So, I know I said we'd be train-ing it up to Bangkok. The plan was to take the bus from the Cameron Highlands to Ipoh, the closest city with a train station. Then we would take the 11:30 pm train from Ipoh to Hat Yai in Thailand, stay there during the day, then catch another overnight train from Hat Yai to Bangkok. Well.
We got to Ipoh in the pouring rain, took a taxi to the train station, just to find out that the train we wanted only ran on Thurs-Saturday. This was on a Monday. Even though the LED screen was announcing the train, and nothing on the schedule we had indicated that fact.
So, we decided to try to take a bus to Hat Yai. We got in a taxi, asked the driver to take us to the bus station, but then after asking us where we wanted a bus to, he dropped us off in front of the ticket office of a private bus company that went to Hat Yai...and that he probably got a commission from to drop people at. We figured we'd just check out the price, since there were 2 other bus company offices within sight. The man at the counter was an older Chinese man who spoke very little English. He mostly grunted. He gave us a price and a time-- 45 Ringett, or about $15, and the bus left at 1 am. We had heard that most buses left at about that time, but when we showed signs of wanting to check other places, the guy told us there were only 2 seats left, despite the fact hat he had the passenger roster out on the table, open to a map of the seats, which were half empty. So, we left to check the other places.
One of the offices was closed. The other was inhabited by a Chinese mother and her two children. They told us the details-- 45 Ringitt, 12:45 am-- and we decided to buy the tickets. But first, we had to exchange money. Then we ran into our next problem. We didn't have quite enough Ringit, because the rate in the Cameron Highlands was way lower than normal, so we figured we'd wait until we got into Ipoh. Well, by the time we got there, all the exchange places were closed. No problem, we'll just use an ATM. Well, none of the ATMs took foreign cards. None. I tried 4 different banks' ATMs. Luckily, we convinced the bus company to take Korean won (a little more than the price of the bus tickets, for their trouble) and exchange it in the morning.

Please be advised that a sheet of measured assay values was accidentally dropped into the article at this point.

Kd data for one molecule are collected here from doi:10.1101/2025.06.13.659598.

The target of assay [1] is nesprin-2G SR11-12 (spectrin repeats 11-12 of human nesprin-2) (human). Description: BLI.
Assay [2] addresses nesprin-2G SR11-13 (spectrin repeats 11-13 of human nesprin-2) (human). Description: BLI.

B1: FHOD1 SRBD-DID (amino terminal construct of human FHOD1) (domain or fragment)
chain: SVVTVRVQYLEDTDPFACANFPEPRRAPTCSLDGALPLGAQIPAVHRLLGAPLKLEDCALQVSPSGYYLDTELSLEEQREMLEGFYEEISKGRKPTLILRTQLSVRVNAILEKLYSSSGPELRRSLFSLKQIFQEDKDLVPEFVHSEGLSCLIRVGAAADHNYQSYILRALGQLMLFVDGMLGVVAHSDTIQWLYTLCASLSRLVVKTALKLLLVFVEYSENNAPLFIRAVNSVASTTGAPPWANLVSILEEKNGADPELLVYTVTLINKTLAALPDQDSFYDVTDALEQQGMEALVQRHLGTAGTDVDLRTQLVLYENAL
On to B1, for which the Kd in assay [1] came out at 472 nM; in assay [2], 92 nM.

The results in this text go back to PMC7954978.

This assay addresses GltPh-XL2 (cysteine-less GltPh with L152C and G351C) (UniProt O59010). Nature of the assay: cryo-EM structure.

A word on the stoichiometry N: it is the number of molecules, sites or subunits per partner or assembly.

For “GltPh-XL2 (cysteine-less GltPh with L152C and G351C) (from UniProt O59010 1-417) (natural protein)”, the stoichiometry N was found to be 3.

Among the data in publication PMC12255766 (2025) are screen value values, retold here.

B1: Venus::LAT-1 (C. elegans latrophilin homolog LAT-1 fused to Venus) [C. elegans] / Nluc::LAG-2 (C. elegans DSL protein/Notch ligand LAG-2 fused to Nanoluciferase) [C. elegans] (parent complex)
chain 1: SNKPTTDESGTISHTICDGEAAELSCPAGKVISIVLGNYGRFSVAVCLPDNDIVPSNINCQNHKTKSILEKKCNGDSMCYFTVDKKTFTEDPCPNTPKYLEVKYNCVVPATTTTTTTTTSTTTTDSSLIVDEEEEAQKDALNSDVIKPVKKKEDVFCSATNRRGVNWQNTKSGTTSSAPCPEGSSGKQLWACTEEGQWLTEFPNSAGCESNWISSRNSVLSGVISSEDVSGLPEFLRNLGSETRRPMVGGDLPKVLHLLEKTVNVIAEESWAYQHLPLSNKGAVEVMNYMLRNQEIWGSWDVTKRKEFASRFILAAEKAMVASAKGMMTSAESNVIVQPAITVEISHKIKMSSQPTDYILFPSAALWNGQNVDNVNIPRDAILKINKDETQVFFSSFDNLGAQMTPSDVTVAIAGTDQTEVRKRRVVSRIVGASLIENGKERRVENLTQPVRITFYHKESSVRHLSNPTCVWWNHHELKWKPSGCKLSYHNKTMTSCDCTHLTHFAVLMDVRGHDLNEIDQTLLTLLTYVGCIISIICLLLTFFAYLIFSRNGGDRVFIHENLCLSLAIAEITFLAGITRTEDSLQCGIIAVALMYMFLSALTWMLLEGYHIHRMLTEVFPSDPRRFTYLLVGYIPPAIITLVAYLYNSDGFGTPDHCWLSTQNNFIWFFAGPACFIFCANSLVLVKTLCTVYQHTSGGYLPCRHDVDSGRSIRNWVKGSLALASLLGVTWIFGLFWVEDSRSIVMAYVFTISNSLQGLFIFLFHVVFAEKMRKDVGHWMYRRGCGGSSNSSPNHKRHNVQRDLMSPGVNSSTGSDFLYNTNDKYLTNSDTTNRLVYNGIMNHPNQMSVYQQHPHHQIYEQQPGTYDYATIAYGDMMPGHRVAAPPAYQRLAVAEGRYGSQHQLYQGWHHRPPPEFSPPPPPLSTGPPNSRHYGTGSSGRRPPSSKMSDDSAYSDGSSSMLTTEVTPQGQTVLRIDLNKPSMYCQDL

So, that was about 7pm. We had almost 6 hours to kill, and the sun was about to set. Ipoh is a small city, with no tourist attractions. We were hungry, so the first step was to find food. A few blocks from the bus company office was an outdoor hawker center-type place. There were plastic tables and chairs outside on a patio, and multiple food stands inside. The food was cheap, and good, and there were lots of cheap juices and iced coffees.
After eating, we figured this was as good a place as any to spend 5 hours. So, we did. Talking, eating and drinking a little here and there, and playing an epic 3 hours of gin rummy, our usual. That pack of cards has saved us lots of boredom over the past year. It was a nice cafe, full of locals even at midnight on a Monday.
Finally, we got to the bus company and waited for the last 30 minutes with other passengers, including 2 Thai monks and 3 Irish girls who were grossly scantily dressed and smoked all the time. The bus turned out to be not as nice as we had hoped. The seats were alright in themselves, but we were in the back row and our seats didn't recline like all the others, and then the guy in front of Jon reclined his to the point that it was touching Jon's legs. The bus was hot despite the A/C vents, and we bounced around a lot in the back. We took a long stop at a rest stop, and then we got to the Thai border an hour before the border control opened, so we sat on the bus there in line with other buses for an hour. After clearing customs on both sides, it was only an hour and a half until we got to Hat Yai.